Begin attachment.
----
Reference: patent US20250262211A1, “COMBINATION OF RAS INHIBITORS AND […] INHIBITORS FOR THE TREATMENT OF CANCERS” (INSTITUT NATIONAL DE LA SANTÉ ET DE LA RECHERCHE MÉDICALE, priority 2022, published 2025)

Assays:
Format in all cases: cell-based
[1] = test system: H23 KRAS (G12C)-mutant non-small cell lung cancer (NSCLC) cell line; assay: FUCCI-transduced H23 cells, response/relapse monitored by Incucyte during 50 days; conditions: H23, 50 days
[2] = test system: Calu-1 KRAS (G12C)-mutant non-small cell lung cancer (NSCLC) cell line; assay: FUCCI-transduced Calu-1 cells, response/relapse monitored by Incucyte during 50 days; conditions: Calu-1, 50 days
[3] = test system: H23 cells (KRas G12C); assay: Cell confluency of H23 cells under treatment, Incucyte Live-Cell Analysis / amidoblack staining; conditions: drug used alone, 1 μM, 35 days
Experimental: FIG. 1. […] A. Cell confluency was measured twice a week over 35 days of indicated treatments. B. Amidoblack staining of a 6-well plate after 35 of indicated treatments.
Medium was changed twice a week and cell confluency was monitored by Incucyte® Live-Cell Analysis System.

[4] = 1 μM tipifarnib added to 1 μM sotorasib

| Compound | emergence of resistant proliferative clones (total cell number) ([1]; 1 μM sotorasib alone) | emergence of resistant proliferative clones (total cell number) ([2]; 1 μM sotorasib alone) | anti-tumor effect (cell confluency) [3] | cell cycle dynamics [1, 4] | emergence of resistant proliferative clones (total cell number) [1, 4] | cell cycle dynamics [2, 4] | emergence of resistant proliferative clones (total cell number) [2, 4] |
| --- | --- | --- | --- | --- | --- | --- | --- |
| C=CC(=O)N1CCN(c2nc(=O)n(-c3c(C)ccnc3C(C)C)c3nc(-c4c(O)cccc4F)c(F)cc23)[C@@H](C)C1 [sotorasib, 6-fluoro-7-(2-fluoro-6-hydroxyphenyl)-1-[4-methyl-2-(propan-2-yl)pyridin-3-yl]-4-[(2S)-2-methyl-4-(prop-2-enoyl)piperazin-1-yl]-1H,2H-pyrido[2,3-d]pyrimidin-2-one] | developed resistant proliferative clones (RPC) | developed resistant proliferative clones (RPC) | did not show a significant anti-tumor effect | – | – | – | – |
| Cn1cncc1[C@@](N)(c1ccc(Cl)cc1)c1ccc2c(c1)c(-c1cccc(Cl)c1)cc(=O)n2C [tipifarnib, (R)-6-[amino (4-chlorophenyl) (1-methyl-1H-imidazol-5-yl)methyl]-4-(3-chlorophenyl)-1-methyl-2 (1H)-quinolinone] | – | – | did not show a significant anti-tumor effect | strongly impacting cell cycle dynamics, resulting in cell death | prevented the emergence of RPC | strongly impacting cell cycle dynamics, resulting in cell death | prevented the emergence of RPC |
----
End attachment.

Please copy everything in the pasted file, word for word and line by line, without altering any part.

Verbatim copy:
Reference: patent US20250262211A1, “COMBINATION OF RAS INHIBITORS AND […] INHIBITORS FOR THE TREATMENT OF CANCERS” (INSTITUT NATIONAL DE LA SANTÉ ET DE LA RECHERCHE MÉDICALE, priority 2022, published 2025)

Assays:
Format in all cases: cell-based
[1] = test system: H23 KRAS (G12C)-mutant non-small cell lung cancer (NSCLC) cell line; assay: FUCCI-transduced H23 cells, response/relapse monitored by Incucyte during 50 days; conditions: H23, 50 days
[2] = test system: Calu-1 KRAS (G12C)-mutant non-small cell lung cancer (NSCLC) cell line; assay: FUCCI-transduced Calu-1 cells, response/relapse monitored by Incucyte during 50 days; conditions: Calu-1, 50 days
[3] = test system: H23 cells (KRas G12C); assay: Cell confluency of H23 cells under treatment, Incucyte Live-Cell Analysis / amidoblack staining; conditions: drug used alone, 1 μM, 35 days
Experimental: FIG. 1. […] A. Cell confluency was measured twice a week over 35 days of indicated treatments. B. Amidoblack staining of a 6-well plate after 35 of indicated treatments.
Medium was changed twice a week and cell confluency was monitored by Incucyte® Live-Cell Analysis System.

[4] = 1 μM tipifarnib added to 1 μM sotorasib

| Compound | emergence of resistant proliferative clones (total cell number) ([1]; 1 μM sotorasib alone) | emergence of resistant proliferative clones (total cell number) ([2]; 1 μM sotorasib alone) | anti-tumor effect (cell confluency) [3] | cell cycle dynamics [1, 4] | emergence of resistant proliferative clones (total cell number) [1, 4] | cell cycle dynamics [2, 4] | emergence of resistant proliferative clones (total cell number) [2, 4] |
| --- | --- | --- | --- | --- | --- | --- | --- |
| C=CC(=O)N1CCN(c2nc(=O)n(-c3c(C)ccnc3C(C)C)c3nc(-c4c(O)cccc4F)c(F)cc23)[C@@H](C)C1 [sotorasib, 6-fluoro-7-(2-fluoro-6-hydroxyphenyl)-1-[4-methyl-2-(propan-2-yl)pyridin-3-yl]-4-[(2S)-2-methyl-4-(prop-2-enoyl)piperazin-1-yl]-1H,2H-pyrido[2,3-d]pyrimidin-2-one] | developed resistant proliferative clones (RPC) | developed resistant proliferative clones (RPC) | did not show a significant anti-tumor effect | – | – | – | – |
| Cn1cncc1[C@@](N)(c1ccc(Cl)cc1)c1ccc2c(c1)c(-c1cccc(Cl)c1)cc(=O)n2C [tipifarnib, (R)-6-[amino (4-chlorophenyl) (1-methyl-1H-imidazol-5-yl)methyl]-4-(3-chlorophenyl)-1-methyl-2 (1H)-quinolinone] | – | – | did not show a significant anti-tumor effect | strongly impacting cell cycle dynamics, resulting in cell death | prevented the emergence of RPC | strongly impacting cell cycle dynamics, resulting in cell death | prevented the emergence of RPC |